Two retail stocks for a recession
In hard times, rent-to-own chains are already built for customers who are short on cash.
NEW YORK (Fortune) -- From mall mainstays to luxury department stores, retailers are reeling as consumers put away their credit cards and curb household spending. But there is one corner of the industry that's less vulnerable to the slowdown: rent-to-own chains.
For one, these stores - which lease furniture, electronics, and appliances through weekly or monthly contracts - are already in the business of catering to consumers who are tight on cash.
"The customer base they serve doesn't really boom and bust like the general economy," says Stifel Nicolaus analyst John Baugh. "This customer lives in a constant recession."
And thanks to their recession-friendly policies - no credit checks and flexible, short-term transactions - chain operators like Aaron Rents (RNT) and Rent-a-Center (RCII) can expect to see that customer base grow in downturns. Consumers with ruined credit or those on a tightening budget can still pick up a high-definition television or sofa set for a fraction of the price, then return it if they are short on cash the next pay period.
That flexibility turns out to have another advantage: Rent-to-own chains have relatively low rates of late and non-payment. And when credit is tight, these stores become an increasingly attractive alternative to the big box retailers.
"In tougher times, the market for rent-to-own expands," says analyst Arvind Bhatia at Sterne Agee & Leach. "People can rent these products with no obligation at all. When your life is uncertain, when your job is uncertain, this gives you the option to rent something on a short-term basis."
The market hasn't missed this advantage. Over the last year, Aaron's stock returned 77%, while Rent-a-Center gained 30%. Still, analysts say Rent-A-Center, which is the industry's biggest operator with over 3,000 locations, remains undervalued at about eight times 2009 projected earnings.
"Rent-a-Center is trading at a 20% discount to the market, whereas Aaron's is trading at a 40% premium," says Bhatia, who recently downgraded Aaron to a "hold" but maintains a "buy" rating on Rent-A-Center with a $17 price target.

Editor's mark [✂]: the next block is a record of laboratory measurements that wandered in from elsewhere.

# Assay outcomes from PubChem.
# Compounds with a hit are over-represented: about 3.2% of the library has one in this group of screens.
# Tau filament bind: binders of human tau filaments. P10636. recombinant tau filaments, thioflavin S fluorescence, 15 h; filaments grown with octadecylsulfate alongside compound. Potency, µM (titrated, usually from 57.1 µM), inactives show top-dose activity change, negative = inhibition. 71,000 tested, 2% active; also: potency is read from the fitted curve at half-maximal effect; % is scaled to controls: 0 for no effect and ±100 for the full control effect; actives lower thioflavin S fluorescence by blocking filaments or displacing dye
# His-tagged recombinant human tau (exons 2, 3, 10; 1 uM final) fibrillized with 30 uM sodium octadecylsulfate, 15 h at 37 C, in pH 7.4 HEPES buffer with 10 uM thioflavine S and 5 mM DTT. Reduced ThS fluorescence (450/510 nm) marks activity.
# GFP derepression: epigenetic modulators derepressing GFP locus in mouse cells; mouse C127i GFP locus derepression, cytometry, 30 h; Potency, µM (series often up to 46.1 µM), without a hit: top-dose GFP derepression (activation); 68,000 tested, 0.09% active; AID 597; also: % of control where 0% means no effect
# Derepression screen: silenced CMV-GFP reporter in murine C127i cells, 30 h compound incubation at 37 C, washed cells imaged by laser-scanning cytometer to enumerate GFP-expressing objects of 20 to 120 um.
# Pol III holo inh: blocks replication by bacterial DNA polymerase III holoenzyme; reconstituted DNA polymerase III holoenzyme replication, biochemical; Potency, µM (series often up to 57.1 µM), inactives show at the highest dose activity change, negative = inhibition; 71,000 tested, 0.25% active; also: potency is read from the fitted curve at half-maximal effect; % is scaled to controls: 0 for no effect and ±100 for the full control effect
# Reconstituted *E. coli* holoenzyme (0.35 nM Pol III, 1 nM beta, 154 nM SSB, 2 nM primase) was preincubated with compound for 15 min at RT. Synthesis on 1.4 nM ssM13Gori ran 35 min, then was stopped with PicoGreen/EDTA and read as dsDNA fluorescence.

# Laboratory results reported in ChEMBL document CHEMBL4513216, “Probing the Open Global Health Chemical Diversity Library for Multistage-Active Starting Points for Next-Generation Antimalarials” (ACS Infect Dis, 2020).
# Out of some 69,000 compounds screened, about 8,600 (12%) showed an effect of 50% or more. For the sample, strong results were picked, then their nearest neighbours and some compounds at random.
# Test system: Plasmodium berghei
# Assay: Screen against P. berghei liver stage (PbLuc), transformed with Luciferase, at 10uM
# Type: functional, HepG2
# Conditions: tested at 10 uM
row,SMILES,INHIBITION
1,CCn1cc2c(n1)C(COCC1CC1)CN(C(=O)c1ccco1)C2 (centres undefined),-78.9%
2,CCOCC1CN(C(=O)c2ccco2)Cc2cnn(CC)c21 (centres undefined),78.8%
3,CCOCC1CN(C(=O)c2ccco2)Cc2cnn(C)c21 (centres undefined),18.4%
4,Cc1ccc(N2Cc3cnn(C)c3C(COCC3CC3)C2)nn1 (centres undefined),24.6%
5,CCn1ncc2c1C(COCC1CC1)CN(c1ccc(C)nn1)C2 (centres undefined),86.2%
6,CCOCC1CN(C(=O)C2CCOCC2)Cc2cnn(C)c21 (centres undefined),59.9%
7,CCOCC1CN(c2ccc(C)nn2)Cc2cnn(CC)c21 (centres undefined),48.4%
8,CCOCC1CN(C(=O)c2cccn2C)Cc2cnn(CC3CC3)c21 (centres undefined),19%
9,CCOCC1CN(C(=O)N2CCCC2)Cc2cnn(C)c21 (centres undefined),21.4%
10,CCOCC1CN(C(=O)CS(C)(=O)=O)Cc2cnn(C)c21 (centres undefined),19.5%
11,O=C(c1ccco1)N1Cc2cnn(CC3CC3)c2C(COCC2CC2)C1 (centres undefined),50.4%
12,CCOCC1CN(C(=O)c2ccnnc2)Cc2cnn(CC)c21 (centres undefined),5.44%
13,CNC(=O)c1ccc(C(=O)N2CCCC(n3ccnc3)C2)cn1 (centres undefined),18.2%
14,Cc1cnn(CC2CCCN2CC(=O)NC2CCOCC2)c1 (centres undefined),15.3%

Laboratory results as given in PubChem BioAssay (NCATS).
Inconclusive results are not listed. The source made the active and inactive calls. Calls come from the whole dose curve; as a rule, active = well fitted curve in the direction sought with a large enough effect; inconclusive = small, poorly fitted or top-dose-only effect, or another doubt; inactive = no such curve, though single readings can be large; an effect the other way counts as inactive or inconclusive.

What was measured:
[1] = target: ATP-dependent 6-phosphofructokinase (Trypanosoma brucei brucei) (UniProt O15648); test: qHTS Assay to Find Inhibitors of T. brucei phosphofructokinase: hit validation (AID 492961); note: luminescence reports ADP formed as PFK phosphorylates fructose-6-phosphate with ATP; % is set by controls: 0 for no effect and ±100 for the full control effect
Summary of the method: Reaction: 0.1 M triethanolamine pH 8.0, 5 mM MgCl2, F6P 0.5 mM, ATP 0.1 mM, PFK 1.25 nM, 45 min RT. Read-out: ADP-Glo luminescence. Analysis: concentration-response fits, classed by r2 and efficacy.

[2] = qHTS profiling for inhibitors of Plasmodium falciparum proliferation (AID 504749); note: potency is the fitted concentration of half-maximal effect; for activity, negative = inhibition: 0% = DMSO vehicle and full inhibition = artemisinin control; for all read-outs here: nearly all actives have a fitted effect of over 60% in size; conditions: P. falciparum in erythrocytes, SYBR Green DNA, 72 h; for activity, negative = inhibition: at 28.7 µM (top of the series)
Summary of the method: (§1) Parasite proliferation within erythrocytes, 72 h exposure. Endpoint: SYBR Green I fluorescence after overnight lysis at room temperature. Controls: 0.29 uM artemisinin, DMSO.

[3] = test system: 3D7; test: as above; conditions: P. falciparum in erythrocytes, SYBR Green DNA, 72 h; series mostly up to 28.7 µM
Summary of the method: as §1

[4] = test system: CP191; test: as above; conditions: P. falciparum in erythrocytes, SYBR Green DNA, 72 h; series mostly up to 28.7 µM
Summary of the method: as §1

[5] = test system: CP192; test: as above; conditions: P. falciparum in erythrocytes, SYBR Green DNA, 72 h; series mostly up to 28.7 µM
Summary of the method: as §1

With a smaller footprint of about 1,500 stores, Aaron serves a slightly more affluent customer base that prefers monthly rentals to weekly contracts. Bhatia points out that Rent-A-Center's customers are more sensitive to spikes in fuel costs, one of the reasons the chain lagged its competitor last year but should benefit in 2009 if low gas prices persist.
"They ran into some headwinds because of gasoline, and lower-end consumers dropped off faster then they gained upper-end consumers," he says. "That trend seems to have stemmed, and we think it's likely that over the next three to six months, Rent-A-Center will start to catch up."
Fund manager Neil Hennessy bought Rent-A-Center roughly six months ago when the stock was trading in the low $20s, as part of an annual rebalance for his Hennessy Focus 30 fund.
The fund, which has thirty holdings, screens 10,000 mid-cap U.S. stocks for the best combination of value and momentum. Since the stock has dropped in the last few months, it wouldn't pass Hennessy's momentum screen today - but he says it's still a great bargain.
"We don't pay more than $1.50 for a $1 in sales, and today you can buy Rent-A-Center for $0.37 for a $1 in revenue," says Hennessy. "We're in a slow economy, but people still watch TV - they might just have to rent it."
Not that Rent-A-Center is completely impervious to a deeper recession. Even if gas prices stay low, a sharp spike in unemployment remains a looming threat.
"While this customer doesn't need a credit score to get merchandise, they do need a source of income," says Stifel Nicolaus's Bough, who rates the stock a "buy" with a $19 price target. "I always describe this industry as recession-resistant, not recession-proof."